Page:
The bacteria in a patient’s gut could be linked to side effects from combined checkpoint inhibitors in patients with melanoma.
Certain gut microbes, or bacteria in the gut, may influence side effects experienced by patients with melanoma who are treated with combined checkpoint inhibitors, according to a study published in Nature Medicine.
“We know that within our bodies, there are hundreds of trillions of microbes, bacteria and viruses … that can actually profoundly impact how our body functions,” said senior study author Dr. Jennifer Wargo, professor of genomic medicine and surgical oncology at The University of Texas MD Anderson Cancer Center, in an interview with CURE®. “And we know from recent work that the microbes or the bacteria and viruses … that inhabit our gut, or gastrointestinal tract, can actually influence how our immune system functions and can actually influence responses to cancer treatment.”
Wargo hypothesized that if health care teams are able to screen gut bacteria through fecal samples, they may be able to increase the effectiveness of a cancer treatment, as well as better understand the influence that gut bacteria has on common side effects that occur from combined checkpoint inhibitors in patients with melanoma.
“When you treat with these combinations, sometimes patients get pretty severe (side effects) This includes colitis, … other forms of toxicity, thyroiditis,” Wargo said. “They can have all kinds of inflammation that occurs in the setting of this treatment, and so we wanted to better understand how the bugs in the gut might influence toxicity to cancer treatment, particularly with this combined cancer treatment.”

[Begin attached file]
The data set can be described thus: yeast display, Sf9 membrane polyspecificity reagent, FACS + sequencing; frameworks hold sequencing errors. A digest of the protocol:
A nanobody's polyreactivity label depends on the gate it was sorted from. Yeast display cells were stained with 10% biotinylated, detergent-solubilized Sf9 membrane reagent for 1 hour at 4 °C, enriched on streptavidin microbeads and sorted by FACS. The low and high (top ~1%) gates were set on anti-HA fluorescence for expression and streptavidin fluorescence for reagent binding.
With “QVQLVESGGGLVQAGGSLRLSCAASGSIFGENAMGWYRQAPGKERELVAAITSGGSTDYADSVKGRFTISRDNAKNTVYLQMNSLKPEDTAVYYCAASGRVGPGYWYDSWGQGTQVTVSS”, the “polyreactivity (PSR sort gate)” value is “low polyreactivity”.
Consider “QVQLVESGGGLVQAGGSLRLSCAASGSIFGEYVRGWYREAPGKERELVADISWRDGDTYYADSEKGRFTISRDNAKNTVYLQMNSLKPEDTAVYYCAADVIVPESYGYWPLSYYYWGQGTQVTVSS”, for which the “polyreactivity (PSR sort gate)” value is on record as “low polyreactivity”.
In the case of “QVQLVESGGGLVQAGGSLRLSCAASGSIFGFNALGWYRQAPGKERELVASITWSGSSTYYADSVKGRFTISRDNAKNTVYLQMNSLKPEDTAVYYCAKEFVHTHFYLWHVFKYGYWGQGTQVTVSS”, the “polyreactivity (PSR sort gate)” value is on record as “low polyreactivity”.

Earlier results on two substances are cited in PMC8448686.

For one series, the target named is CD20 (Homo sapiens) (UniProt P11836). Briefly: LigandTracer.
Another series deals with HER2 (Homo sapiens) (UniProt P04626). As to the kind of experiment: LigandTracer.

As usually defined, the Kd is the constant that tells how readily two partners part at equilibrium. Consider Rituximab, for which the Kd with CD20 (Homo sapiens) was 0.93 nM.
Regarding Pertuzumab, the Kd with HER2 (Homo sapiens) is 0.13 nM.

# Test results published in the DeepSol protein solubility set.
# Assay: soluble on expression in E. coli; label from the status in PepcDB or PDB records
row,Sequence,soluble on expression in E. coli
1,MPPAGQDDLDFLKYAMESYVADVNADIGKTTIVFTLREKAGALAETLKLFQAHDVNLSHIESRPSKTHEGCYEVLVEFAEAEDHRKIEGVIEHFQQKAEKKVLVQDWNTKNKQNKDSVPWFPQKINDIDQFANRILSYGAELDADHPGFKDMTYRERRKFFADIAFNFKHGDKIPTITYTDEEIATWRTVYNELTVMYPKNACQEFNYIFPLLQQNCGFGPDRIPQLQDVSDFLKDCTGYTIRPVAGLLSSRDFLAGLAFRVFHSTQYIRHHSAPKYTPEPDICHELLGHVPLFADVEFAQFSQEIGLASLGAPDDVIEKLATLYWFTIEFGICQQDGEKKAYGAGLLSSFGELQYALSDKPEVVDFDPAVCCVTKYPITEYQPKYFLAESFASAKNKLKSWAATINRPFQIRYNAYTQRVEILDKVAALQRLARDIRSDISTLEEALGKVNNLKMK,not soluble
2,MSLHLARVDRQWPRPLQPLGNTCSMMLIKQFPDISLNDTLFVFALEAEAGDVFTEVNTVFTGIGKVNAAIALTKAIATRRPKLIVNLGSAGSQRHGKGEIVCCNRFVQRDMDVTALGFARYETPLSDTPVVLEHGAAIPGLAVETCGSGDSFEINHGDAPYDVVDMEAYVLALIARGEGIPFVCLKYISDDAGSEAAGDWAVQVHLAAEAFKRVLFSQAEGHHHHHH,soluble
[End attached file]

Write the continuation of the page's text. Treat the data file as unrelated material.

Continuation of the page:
Researchers examined the biomarkers of response and toxicity to immune checkpoint inhibitors in 77 patients with advanced melanoma. During the study, the patients provided tumor, blood and fecal samples. Nearly half of the patients experienced severe or life-threatening side effects with the treatment.
“We actually saw very striking signals with regard to toxicity where we saw (that) specific bacterial taxonomy (the biology of the bacteria) were associated with toxicity to the cancer treatment,” she explained.
Wargo said that, although preliminary, the data may help health care teamstarget the specific bacteria and deplete the bugs, making the patient less likely to develop severe side effects. Screening for the bacteria prior to deciding upon a treatment regimen may also help teams to better decide which treatment type will work best.
“These gut microbes do have a profound impact on our physiology and on cancer treatment. We're learning more and more about that every day, but it's not the only piece of the puzzle,” Wargo said.
Other “puzzle pieces” to look into include lifestyle exposures such as diet, anxiety or obesity that could also affect the gut environment.
“I think it (is in the) early days still. We don't have all the answers,” she explained. “Certainly, we don't know what the optimal microbiome is. We have some clues and some hints with regard to how we could potentially promote response and also now reduce toxicity. I think it's a start.”
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